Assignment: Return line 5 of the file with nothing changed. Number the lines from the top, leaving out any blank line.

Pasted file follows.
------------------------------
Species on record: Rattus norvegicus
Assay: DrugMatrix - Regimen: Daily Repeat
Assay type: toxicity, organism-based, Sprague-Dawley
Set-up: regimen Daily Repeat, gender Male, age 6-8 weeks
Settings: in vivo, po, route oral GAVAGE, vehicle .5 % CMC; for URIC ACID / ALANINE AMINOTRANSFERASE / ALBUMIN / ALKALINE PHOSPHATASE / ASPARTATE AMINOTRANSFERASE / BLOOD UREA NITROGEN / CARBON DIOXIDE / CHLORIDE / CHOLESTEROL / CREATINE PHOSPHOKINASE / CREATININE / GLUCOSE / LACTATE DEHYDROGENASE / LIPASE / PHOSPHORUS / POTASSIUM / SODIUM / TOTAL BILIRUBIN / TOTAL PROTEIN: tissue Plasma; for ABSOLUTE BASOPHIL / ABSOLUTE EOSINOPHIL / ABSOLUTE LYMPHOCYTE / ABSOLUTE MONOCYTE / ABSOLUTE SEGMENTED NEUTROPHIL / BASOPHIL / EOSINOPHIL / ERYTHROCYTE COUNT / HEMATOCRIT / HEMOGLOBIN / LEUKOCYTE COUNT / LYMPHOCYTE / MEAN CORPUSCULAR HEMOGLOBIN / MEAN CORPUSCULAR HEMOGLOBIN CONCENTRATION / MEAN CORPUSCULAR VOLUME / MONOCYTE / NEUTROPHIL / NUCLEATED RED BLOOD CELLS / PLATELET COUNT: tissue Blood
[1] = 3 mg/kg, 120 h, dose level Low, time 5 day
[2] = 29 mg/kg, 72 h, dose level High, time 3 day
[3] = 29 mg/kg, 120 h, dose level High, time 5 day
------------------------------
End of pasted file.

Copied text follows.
Settings: in vivo, po, route oral GAVAGE, vehicle .5 % CMC; for URIC ACID / ALANINE AMINOTRANSFERASE / ALBUMIN / ALKALINE PHOSPHATASE / ASPARTATE AMINOTRANSFERASE / BLOOD UREA NITROGEN / CARBON DIOXIDE / CHLORIDE / CHOLESTEROL / CREATINE PHOSPHOKINASE / CREATININE / GLUCOSE / LACTATE DEHYDROGENASE / LIPASE / PHOSPHORUS / POTASSIUM / SODIUM / TOTAL BILIRUBIN / TOTAL PROTEIN: tissue Plasma; for ABSOLUTE BASOPHIL / ABSOLUTE EOSINOPHIL / ABSOLUTE LYMPHOCYTE / ABSOLUTE MONOCYTE / ABSOLUTE SEGMENTED NEUTROPHIL / BASOPHIL / EOSINOPHIL / ERYTHROCYTE COUNT / HEMATOCRIT / HEMOGLOBIN / LEUKOCYTE COUNT / LYMPHOCYTE / MEAN CORPUSCULAR HEMOGLOBIN / MEAN CORPUSCULAR HEMOGLOBIN CONCENTRATION / MEAN CORPUSCULAR VOLUME / MONOCYTE / NEUTROPHIL / NUCLEATED RED BLOOD CELLS / PLATELET COUNT: tissue Blood